Crossing the Gulf of Maine by trawler is different from doing it by sailboat. First, we can go faster. Second, we’d really rather not do it at night because of the lobster pot issue. Third, you can’t — wait for it… — sail. It’s motoring the whole way.
Our Tug is really comfortable motoring at seven to eight knots. Most of all, the noise level is acceptable and can be tolerated for long periods of time. It’s the ‘happy place’, as long as you don’t need to get somewhere fast.
Running at nine to ten knots is doable, but it’s on the edge for extended periods of time because the noise is a bit much. It doesn’t seem to affect Bruce as much as it affects me. I guess that’s because he’s a motorhead? At ten knots for any length of time, I need my fancy new Bose noise cancelling headphones Bruce gave me. Excellent equipment. And we even got some Mutt Muffs for the dogs. Who knew?
We can do close to 20 knots if we need to. That speed is really nice to have in your back pocket, but you definitely don’t want to do it long or often. It is noisy and not very comfortable. Once we were trying to beat a front and dusk, running from the Canadian Gulf Islands back to the U.S. port of Roche Harbor. It was about 20 miles and we had about an hour to do it in. We ran at 17 knots for about 40 minutes. It was hard. It gave me a headache. But we got in before the wind hit hard and before the sea state kicked up. It was worth it, but I don’t want to do it often.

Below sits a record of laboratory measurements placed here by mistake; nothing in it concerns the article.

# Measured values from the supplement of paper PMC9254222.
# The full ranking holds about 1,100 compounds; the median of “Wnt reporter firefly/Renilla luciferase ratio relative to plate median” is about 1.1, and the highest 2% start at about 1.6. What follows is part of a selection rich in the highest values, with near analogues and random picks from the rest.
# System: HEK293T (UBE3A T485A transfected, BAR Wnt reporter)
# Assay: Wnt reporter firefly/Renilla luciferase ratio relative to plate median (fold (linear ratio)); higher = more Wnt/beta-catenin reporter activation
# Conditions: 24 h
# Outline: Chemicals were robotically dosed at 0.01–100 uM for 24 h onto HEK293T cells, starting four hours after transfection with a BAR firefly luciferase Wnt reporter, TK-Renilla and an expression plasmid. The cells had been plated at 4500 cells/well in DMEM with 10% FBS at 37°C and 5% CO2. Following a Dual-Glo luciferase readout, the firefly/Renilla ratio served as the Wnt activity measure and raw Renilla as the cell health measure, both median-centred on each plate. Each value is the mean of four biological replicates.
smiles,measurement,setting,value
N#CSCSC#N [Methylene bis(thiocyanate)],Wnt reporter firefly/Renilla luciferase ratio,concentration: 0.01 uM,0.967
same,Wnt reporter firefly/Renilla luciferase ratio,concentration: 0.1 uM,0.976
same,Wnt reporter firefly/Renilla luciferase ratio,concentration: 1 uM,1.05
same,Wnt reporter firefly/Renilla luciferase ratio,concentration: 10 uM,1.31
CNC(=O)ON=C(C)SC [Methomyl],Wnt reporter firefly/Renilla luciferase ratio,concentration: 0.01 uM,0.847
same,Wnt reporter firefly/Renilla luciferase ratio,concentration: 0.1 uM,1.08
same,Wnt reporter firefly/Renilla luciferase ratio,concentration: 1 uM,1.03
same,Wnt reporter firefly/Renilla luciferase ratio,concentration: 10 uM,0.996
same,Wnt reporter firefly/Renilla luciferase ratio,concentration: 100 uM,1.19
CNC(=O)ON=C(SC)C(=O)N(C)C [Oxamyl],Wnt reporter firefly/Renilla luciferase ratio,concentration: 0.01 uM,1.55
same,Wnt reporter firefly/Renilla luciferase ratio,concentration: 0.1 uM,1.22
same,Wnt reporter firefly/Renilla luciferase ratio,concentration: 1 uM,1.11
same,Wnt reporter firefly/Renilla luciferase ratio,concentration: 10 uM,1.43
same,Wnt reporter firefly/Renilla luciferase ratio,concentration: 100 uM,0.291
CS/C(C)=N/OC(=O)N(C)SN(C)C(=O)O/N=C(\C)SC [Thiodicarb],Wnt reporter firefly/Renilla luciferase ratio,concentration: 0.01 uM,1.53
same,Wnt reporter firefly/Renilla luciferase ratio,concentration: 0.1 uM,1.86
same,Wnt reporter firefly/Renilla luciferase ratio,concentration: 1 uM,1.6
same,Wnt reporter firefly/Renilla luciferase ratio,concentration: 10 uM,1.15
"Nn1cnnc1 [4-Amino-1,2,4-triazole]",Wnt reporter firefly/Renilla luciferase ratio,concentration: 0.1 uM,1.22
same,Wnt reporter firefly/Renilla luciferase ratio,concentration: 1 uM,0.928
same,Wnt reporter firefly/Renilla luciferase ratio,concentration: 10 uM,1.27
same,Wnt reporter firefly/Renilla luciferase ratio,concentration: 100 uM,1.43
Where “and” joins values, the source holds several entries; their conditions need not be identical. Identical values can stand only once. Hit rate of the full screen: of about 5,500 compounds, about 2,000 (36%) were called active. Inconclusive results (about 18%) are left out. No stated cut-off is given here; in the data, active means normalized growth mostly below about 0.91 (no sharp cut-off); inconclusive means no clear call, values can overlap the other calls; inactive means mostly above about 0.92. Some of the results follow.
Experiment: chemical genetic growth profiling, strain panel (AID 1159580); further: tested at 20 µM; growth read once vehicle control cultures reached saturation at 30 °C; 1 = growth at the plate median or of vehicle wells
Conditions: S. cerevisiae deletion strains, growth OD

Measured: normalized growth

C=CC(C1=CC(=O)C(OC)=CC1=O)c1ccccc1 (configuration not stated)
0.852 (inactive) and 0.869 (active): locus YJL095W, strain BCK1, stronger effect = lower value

When we calculated the trip from Scituate across the Gulf of Maine to Boothbay, we figured calm water and nine knots. That would be twelve hours for the 110-mile trip. Everything worked like a charm. There is variable current across the Gulf, so we kept the GPS speed at roughly nine knots most of the time, and monitored our ETA to make sure we weren’t falling behind schedule.
We left the breakwater in Scituate at about 0520, and we were on a mooring in Boothbay almost exactly twelve hours later. It was a pleasant trip, if a little dull at times. There was plenty of sea life. Although our course missed the whale feeding ground of Stellwagon Bank by ten or fifteen miles, we did see porpoises, some sail fish, lots of sea birds, and a lone shark. We also saw several mylar balloons, some trash, and plenty of weed, probably shaken up by the recent storms offshore.
We picked up a mooring at the Tug Boat Inn and got the dinghy over as quickly as possible so we could get the pups ashore. It was a long day for them, but they are troopers. They were as delighted to be ashore as we were to be in Maine.
Boothbay was very quiet. Restaurants were only partly full, the streets were quiet, and there were vacant moorings. Hmmm. It was Okay. We’re good with quiet. Dinner on board, and ice cream afterwards for the stalwart pups, a small reward for their tolerance and patience.
We spent just one night in Boothbay and were ready to push on in the morning. The run east from Boothbay always seems to be a foggy one for us. For once, we headed east under relatively clear skies. Cruising Maine had begun.